There is therefore room for improvement on any single task, but this is an example of a general method where all of it parts will benefit from ever increasing computing power in the future. The model size presented was held down to be usable for real-time robotics as one of its tasks, and so at 1.2 billion parameters it is relatively small by current standards. So it is in fact striking how many things it can do at this scale, and the scaling analysis indicates further room for improvement if it were to be trained with more parameters.

Of the 3 models discussed here, Gato is the most proto-AGI-like because it is one model that can do many things all at once. And indeed, the paper devotes more text than the papers for the other two models to discussing its broader context in the evolution and safety of AI.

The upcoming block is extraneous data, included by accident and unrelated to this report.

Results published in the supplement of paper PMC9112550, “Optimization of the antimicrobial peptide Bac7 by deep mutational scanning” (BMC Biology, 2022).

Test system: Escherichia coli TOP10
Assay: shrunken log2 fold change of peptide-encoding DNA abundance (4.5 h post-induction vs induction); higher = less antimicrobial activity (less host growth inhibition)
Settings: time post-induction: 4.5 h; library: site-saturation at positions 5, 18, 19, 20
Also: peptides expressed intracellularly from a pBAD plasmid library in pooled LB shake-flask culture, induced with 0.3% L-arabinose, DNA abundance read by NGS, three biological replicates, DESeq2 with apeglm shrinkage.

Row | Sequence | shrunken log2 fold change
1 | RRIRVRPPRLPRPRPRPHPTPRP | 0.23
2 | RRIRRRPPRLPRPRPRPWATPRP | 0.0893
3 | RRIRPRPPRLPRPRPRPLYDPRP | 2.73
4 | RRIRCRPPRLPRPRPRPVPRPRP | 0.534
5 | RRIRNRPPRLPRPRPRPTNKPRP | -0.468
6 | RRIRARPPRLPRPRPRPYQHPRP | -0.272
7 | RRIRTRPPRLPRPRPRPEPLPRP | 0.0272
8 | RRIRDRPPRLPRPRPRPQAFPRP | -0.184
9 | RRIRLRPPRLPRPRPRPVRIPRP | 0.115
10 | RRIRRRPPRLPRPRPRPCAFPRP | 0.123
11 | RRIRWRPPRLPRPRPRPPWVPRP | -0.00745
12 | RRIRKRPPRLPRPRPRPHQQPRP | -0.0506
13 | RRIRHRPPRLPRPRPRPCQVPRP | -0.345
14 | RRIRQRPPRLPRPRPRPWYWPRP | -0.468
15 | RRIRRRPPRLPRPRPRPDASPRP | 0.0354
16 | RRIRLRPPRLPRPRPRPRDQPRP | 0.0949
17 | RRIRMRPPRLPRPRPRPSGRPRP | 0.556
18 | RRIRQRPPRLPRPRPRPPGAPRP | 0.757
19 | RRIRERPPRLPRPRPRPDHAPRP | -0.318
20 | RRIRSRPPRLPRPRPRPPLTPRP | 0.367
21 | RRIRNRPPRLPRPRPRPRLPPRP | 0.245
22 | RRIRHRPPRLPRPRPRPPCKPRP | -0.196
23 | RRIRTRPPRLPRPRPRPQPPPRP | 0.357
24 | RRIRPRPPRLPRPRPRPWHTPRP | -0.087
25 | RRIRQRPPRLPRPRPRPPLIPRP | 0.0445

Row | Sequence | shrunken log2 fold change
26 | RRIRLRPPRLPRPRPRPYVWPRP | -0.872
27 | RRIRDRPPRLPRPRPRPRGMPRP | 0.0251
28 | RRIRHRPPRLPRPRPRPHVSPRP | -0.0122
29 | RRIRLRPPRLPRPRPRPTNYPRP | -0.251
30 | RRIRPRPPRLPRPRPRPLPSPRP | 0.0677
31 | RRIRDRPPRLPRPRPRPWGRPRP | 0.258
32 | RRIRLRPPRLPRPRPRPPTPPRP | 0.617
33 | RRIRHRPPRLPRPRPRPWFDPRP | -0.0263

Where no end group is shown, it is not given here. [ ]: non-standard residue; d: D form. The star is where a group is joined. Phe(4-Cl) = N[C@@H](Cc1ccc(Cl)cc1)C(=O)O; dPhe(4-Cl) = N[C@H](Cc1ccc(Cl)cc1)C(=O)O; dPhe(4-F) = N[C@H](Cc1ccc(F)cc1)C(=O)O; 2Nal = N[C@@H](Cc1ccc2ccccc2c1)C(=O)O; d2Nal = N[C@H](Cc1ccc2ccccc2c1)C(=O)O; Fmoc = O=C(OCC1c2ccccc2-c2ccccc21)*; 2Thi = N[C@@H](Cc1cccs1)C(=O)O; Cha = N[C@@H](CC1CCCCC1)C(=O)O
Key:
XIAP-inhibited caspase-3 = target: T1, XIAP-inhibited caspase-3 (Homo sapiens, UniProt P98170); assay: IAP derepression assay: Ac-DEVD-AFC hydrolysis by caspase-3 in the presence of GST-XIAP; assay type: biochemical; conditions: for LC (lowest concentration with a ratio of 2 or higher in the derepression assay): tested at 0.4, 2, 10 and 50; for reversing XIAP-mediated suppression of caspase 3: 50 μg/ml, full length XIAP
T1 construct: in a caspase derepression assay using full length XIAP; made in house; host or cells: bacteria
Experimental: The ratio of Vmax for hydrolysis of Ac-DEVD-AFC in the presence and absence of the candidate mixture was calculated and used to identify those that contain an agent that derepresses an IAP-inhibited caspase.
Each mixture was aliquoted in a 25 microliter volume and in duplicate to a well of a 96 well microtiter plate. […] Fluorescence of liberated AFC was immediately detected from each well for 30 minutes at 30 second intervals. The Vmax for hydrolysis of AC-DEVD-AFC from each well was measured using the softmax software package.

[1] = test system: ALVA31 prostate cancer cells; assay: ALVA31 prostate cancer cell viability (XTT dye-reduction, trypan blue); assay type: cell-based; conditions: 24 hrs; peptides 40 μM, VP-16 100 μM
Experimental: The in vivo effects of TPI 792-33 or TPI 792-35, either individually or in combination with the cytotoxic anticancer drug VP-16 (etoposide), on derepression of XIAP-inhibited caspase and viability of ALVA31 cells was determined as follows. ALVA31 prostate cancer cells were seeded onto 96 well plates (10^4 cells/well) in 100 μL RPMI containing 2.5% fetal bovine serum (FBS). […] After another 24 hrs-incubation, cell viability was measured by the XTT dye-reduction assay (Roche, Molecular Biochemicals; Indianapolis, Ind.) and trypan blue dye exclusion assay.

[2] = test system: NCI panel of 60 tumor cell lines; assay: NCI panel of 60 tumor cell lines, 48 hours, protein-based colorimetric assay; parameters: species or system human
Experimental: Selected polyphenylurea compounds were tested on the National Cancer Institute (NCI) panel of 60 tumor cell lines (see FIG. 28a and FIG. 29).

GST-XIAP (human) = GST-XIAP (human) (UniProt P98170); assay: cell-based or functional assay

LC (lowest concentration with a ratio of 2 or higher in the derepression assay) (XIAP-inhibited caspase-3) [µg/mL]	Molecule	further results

For now it remains much closer to existing deep learning models than to a future superintelligence. But these models will only get better as time goes on.

Gato doesn't have a public version yet, so it is not available to run on Paperspace.

Generalist models on Paperspace

Bring this project to life

Now let's look at how to run a generalist model on Paperspace. We will focus on Perceiver IO. Click the link above or follow the instructions below to launch Perceiver IO in a Gradient Notebook.

The original JAX-based content from DeepMind has been implemented on PyTorch in an excellent GitHub repository and blog on Hugging Face by Niels Rogge. While JAX can be run on Paperspace, we use this PyTorch repository as our route to running Perceiver IO.